The best insect management strategy is knowledge based on a good understanding of the crop; the pest - whether an insect, weed, or disease; the insecticide or trait; and the impact of cultural practices. This understanding paves the way to better informed decisions.

“We must truly understand the system and how the incorporation of new technology or a loss of technology can impact IPM programs,” Roberts said.

Roberts says Southeastern cotton growers this year will find a shortage of aldicarb, the active ingredient in the insecticide Temik, a standard at-plant insecticide. Temik is used to combat thrips and other insects.

Some growers will use alternative methods including neonic seed treatments. Roberts says growers should understand the issues associated with any product technology.

“Decisions made in thrips management could influence pest dynamics during the mid season,” Roberts said. “A foliar spray for thrips could flare aphid numbers … Multiple plant bug sprays could flare spider mites. The treadmill continues.”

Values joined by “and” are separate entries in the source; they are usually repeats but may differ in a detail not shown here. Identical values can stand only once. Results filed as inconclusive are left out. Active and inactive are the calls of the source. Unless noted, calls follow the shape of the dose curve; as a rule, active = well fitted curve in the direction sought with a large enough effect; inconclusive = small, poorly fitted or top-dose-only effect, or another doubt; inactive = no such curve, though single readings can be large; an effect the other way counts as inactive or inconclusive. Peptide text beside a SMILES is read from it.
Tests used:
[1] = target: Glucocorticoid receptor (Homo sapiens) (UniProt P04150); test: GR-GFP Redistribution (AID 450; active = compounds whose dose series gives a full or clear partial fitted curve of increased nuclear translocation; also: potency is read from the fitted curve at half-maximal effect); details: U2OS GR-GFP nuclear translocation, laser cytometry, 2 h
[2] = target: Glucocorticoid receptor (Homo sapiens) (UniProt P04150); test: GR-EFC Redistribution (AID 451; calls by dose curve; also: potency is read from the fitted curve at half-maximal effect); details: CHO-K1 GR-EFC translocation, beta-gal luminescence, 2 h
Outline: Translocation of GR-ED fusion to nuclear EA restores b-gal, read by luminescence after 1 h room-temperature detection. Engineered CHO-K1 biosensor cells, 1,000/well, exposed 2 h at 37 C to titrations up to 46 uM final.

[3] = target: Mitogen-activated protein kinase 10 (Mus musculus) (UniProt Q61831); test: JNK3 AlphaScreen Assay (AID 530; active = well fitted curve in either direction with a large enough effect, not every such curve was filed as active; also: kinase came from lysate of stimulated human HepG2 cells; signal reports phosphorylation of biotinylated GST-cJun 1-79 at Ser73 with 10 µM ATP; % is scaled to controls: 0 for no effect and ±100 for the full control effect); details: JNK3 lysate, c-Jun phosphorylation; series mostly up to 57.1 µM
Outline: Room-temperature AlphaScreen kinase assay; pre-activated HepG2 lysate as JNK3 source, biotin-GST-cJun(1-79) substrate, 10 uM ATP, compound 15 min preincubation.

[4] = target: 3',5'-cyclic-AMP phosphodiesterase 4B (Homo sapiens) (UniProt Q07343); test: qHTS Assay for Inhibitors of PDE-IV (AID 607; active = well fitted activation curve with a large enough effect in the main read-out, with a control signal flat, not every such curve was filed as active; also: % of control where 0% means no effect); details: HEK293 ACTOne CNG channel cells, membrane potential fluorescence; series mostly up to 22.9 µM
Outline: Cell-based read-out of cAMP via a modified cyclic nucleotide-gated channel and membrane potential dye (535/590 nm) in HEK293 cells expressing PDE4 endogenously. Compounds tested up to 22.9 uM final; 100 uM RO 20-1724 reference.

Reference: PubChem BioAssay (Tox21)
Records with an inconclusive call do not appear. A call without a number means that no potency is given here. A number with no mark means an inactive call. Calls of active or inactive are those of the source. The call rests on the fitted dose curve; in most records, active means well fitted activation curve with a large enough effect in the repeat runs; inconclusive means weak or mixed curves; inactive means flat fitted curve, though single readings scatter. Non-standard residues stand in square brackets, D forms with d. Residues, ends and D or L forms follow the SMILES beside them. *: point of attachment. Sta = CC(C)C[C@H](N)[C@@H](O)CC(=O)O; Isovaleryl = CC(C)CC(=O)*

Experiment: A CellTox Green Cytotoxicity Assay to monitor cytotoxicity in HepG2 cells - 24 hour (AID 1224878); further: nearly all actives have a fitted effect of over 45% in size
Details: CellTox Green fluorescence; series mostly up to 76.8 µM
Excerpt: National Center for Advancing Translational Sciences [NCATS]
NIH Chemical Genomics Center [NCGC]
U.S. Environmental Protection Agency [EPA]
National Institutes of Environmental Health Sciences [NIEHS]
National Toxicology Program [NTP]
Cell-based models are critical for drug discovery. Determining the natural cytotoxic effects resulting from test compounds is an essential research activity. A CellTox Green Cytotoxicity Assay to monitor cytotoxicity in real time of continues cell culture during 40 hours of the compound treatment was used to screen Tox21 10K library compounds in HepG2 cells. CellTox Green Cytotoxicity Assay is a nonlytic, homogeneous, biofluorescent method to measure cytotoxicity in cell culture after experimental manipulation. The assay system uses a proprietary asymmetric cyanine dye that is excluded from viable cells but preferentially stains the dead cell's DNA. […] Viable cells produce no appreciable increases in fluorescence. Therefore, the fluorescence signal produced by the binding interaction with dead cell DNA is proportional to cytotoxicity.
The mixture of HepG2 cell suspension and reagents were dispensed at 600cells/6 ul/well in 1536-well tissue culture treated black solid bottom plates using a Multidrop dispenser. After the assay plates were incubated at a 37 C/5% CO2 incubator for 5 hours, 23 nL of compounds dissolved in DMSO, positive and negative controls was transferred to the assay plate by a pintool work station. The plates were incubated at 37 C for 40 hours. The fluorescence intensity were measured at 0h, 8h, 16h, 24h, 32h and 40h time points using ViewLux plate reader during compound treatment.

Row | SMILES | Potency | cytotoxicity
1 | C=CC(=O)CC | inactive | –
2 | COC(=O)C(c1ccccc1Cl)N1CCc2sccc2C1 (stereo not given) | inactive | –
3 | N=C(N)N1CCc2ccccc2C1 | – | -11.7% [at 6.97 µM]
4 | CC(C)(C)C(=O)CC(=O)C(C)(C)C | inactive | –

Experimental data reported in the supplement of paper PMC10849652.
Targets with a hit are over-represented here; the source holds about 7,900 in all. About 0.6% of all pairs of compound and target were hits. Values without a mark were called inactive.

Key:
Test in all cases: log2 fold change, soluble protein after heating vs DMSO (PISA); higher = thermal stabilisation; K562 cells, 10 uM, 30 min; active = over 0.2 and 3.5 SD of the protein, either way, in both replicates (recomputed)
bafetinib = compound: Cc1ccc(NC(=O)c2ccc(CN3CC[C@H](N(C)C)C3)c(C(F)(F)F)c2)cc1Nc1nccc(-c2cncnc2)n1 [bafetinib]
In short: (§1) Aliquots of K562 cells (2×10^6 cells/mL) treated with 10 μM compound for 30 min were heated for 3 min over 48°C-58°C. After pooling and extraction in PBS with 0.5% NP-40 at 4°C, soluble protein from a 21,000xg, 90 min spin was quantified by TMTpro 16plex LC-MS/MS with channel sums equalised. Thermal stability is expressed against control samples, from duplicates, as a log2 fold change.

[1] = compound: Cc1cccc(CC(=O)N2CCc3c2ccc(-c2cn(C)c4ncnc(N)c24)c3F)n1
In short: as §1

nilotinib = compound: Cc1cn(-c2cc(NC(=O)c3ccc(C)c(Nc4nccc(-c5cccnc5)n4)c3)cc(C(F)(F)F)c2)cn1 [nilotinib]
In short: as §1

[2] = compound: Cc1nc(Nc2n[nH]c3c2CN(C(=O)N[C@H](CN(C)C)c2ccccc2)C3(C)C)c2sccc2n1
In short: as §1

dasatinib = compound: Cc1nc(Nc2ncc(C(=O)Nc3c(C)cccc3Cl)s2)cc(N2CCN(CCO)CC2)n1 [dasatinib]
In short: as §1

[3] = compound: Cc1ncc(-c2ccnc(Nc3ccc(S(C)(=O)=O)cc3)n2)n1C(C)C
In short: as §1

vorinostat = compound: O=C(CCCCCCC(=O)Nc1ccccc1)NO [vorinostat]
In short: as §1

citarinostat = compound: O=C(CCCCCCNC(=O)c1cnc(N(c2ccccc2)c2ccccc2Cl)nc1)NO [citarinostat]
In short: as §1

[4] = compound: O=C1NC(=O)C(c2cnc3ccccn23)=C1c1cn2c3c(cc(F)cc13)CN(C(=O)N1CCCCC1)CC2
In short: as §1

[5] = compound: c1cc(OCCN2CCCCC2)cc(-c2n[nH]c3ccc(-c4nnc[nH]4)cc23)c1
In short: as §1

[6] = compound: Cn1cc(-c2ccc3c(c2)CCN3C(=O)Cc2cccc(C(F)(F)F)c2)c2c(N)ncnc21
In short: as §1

Roberts says IPM is a proven program with good resistance management. IPM can reduce the need for insecticides thus reducing selection pressure for resistant pest populations. Efficacious insecticides are a vital component of IPM programs.

“We are managing a complex of insects. The potential of flaring non-target pests, suppressing sub-economic pests present at the time of application, and resistance management must all be considered when selecting insecticides.”

Cotton growers have a good arsenal of insect control tools. Improved control of true bugs is needed, says Roberts. Growers can expect the registration of new active ingredients including Sulfoxaflor with good activity on sucking pests.

In closing, Roberts said, “We must do all we can to preserve current tools. Resistance management must be a priority … IPM should be used to the fullest extent possible.”